Joyce Glasser reviews Ghost Stories (April 6, 2018) Cert. 15, 97 min.
There is a kind of joke within a joke within a joke in Andy Nyman’s film Ghost Stories, based on Nyman’s and Jeremy Dyson’s stage play of the same title -although joke might not be the appropriate word for the surprise twist at the end of the film. The film is an homage to the British horror films from Ealing Studios, Amicus Productions in Shepperton Studios and Hammer Productions (founded in 1934).
Those who haven’t seen the stage show might have seen Nyman’s various television collaborations with Derren Brown (who appears in the film, disguised as a woman), such as their Olivier-winning Something Wicked This Way Comes.
Something wicked comes your way in Ghost Stories, in which Nyman stars as Professor Phillip Goodman, a debunker of illusionists like Derren Brown (the first joke). Despite adding additional material and subplots, something is lost in the transfer from stage to film while flaws in the original are highlighted. What is gained is an atmospheric visual journey through the lonely, derelict back roads of England if not through the inroads of a tortured mind.
The film opens with Nyman’s voice, narrating off camera. ‘It was my father’s religious beliefs that destroyed our family.’ We are watching a montage of a lively Bar Mitzvah but the amateur footage that follows shows a violent altercation. Is Goodman implying that Orthodox Jewish families are oppressive and self-destructive or that the Orthodox Jewish religion is tantamount to supernatural hokum?
We then meet the grown up Goodman who is in a theatre to expose an alleged mind reader for his television programme Psychic Cheats.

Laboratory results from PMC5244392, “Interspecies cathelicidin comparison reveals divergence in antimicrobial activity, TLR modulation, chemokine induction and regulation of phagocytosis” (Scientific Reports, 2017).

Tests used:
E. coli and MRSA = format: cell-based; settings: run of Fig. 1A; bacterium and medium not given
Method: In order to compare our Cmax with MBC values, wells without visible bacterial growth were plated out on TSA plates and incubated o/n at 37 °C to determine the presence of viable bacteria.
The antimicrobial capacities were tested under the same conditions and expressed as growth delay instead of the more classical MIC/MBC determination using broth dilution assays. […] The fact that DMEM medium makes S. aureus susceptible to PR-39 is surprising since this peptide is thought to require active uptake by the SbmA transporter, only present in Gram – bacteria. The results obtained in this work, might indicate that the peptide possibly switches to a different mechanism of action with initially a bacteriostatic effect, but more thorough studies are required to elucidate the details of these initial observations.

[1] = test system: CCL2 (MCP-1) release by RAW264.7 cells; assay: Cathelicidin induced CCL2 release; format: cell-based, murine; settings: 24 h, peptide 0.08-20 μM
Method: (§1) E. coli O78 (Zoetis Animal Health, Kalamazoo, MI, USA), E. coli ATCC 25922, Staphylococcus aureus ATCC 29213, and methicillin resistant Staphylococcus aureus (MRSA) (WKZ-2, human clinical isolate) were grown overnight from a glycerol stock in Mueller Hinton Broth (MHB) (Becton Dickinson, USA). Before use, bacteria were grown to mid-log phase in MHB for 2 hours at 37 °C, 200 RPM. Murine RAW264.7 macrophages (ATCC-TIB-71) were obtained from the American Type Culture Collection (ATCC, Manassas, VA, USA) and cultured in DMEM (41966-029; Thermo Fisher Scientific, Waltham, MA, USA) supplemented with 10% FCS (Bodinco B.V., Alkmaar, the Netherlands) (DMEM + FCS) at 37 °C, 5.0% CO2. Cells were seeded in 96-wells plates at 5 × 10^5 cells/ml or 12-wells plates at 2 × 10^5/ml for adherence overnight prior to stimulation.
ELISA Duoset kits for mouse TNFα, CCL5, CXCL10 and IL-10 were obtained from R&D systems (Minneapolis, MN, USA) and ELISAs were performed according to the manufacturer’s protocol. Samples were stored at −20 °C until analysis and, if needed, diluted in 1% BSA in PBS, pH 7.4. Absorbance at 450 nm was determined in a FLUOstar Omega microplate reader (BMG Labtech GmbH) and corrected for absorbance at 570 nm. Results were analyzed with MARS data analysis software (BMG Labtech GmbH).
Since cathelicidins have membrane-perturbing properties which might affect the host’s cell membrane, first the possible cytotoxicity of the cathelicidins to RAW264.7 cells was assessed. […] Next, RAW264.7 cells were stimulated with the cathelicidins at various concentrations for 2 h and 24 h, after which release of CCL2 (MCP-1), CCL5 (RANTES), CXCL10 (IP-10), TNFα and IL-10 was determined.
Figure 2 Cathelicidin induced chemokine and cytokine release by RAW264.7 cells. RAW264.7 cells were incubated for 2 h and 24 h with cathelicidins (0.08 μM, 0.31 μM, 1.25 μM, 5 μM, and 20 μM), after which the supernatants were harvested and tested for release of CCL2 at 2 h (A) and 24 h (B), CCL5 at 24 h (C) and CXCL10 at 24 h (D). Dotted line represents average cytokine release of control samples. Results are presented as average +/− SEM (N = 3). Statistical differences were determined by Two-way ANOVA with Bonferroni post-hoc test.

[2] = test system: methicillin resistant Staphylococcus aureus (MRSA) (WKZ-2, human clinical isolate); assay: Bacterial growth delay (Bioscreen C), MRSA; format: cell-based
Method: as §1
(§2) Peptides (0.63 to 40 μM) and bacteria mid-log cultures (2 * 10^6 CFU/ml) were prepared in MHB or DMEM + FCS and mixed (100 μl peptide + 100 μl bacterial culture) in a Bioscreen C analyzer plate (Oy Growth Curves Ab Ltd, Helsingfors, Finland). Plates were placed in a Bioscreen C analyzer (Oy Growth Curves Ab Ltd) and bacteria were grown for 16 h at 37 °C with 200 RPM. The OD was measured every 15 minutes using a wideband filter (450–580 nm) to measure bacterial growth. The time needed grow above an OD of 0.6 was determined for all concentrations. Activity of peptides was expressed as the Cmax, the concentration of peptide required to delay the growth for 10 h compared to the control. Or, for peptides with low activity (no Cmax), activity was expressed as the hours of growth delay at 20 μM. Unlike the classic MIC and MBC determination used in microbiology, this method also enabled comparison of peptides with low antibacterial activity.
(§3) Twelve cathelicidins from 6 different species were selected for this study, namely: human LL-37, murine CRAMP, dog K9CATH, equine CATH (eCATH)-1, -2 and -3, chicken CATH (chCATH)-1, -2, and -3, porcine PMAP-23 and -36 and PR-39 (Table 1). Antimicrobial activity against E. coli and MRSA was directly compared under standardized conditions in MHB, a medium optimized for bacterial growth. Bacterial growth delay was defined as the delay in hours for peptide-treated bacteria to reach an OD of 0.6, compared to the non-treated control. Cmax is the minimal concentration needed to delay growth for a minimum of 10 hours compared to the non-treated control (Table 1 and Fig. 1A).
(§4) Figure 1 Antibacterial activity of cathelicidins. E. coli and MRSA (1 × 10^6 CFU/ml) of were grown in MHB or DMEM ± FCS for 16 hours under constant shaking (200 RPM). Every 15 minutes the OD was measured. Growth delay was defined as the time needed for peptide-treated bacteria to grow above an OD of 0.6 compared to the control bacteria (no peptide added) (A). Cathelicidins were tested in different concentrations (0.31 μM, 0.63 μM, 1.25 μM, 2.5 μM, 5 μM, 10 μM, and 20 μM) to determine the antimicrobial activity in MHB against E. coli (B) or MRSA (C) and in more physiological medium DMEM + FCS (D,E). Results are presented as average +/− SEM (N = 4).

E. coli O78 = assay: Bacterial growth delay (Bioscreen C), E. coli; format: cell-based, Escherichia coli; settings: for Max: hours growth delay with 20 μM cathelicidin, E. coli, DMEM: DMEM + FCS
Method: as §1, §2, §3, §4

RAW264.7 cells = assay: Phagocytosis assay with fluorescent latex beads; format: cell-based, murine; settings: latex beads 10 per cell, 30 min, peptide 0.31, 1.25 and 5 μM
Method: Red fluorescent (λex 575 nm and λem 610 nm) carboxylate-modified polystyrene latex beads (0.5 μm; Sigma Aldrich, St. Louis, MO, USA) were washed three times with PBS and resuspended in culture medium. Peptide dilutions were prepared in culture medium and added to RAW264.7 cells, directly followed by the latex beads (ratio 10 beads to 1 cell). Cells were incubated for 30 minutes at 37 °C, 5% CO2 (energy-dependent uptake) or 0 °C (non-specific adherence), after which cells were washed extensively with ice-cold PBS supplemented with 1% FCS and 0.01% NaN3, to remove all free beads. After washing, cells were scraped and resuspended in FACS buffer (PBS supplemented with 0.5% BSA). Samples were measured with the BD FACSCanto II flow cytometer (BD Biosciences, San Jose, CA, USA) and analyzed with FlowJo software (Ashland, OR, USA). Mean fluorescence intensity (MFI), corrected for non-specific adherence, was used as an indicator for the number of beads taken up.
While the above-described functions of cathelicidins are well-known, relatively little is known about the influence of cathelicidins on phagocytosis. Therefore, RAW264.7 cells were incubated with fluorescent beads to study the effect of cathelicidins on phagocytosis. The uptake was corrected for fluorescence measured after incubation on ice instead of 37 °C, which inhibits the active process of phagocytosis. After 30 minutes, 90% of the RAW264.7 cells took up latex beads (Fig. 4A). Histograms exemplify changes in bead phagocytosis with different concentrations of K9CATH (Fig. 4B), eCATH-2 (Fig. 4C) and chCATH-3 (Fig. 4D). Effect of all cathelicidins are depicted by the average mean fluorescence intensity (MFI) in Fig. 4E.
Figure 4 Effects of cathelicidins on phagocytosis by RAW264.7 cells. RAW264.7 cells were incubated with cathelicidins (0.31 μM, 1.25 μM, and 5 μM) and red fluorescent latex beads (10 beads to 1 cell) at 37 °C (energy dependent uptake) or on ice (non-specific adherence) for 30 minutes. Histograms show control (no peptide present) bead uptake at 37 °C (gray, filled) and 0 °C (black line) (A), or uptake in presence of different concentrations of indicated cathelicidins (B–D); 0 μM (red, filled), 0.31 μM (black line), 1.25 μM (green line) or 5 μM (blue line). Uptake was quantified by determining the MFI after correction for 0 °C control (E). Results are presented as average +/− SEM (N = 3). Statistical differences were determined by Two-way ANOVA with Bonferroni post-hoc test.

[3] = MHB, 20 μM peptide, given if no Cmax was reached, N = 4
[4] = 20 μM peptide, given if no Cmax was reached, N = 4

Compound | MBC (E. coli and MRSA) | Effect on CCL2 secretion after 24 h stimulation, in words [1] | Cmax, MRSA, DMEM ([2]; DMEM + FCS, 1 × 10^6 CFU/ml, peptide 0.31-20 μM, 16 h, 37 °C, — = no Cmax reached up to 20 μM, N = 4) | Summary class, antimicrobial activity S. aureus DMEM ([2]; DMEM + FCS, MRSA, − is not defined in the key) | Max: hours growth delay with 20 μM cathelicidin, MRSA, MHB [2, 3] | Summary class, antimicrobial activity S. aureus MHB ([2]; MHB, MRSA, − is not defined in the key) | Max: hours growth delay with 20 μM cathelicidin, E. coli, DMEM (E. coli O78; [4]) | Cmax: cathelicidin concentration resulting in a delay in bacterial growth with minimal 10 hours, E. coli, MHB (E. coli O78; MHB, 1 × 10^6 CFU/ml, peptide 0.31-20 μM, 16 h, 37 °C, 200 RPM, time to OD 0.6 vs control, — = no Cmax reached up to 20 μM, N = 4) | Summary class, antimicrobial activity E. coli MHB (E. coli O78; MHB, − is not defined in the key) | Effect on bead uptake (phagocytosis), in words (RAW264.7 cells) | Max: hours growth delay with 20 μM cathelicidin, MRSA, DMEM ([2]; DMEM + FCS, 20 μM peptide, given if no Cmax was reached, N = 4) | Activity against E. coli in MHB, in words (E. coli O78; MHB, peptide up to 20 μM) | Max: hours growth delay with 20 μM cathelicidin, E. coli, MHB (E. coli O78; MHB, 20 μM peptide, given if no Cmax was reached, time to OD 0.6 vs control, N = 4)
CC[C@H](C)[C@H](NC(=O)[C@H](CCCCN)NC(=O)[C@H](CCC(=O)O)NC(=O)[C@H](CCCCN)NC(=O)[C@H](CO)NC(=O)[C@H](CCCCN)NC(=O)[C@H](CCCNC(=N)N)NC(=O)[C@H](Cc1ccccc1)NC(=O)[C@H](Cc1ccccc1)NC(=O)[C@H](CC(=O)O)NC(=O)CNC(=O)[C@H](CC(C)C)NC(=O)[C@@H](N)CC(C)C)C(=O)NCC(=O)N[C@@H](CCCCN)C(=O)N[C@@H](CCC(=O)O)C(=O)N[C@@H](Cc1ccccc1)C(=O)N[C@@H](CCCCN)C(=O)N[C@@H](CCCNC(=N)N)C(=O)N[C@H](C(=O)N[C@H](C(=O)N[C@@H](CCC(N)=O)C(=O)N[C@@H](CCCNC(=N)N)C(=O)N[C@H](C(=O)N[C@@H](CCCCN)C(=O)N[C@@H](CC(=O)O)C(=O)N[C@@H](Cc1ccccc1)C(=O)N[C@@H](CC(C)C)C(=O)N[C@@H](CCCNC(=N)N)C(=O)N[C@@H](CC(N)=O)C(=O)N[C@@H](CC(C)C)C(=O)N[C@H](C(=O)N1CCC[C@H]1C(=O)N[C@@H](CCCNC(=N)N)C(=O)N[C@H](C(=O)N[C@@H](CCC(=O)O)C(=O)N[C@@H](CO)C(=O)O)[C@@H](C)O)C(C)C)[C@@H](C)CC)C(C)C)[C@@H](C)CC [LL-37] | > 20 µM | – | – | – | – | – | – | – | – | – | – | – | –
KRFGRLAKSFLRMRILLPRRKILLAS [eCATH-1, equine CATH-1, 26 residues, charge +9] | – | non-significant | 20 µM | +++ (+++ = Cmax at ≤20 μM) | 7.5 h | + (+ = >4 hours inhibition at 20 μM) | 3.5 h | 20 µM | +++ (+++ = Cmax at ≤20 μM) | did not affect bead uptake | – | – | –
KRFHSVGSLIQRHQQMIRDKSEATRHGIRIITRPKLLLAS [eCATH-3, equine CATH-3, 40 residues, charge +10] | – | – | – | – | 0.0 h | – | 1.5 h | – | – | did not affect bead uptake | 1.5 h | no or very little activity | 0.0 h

Goodman’s illustrious career and his cynical, rational convictions come unstuck when, thanks to the receipt of a mysterious tape, he has the chance to meet Charles Cameron, a famous psychologist and sceptic like himself who disappeared. It was Goodman’s one regret that he had never met him.
He is taken aback to find the ancient, deathly-ill looking man in a rundown, impossibly-cluttered and filthy caravan in the middle of nowhere. Goodman’s gushing praise is met with scorn and shocked when he is handed a file that, Cameron claims, turned him into a believer. Goodman is ordered to prove him wrong.
The file contains details of three men whose encounters with the supernatural have been life changing. Each man tells Goodman their stories which are dramatised and form the bulk of the film. They are clichéd, and not particularly scary for hard core horror fans, but the men are clearly scared by their experiences.
The first encounter is with Tony Matthews (Paul Whitehouse – terrific) a former night watchman whom Goodman meets in an empty, dark and shabby bar. For a tip he begins to talk and for a bit more money he mentions that his wife died and his daughter has been hospitalised for five years. He then recounts the night he heard noises in the sprawling, derelict factory that he was guarding and decided to patrol the area to find the source.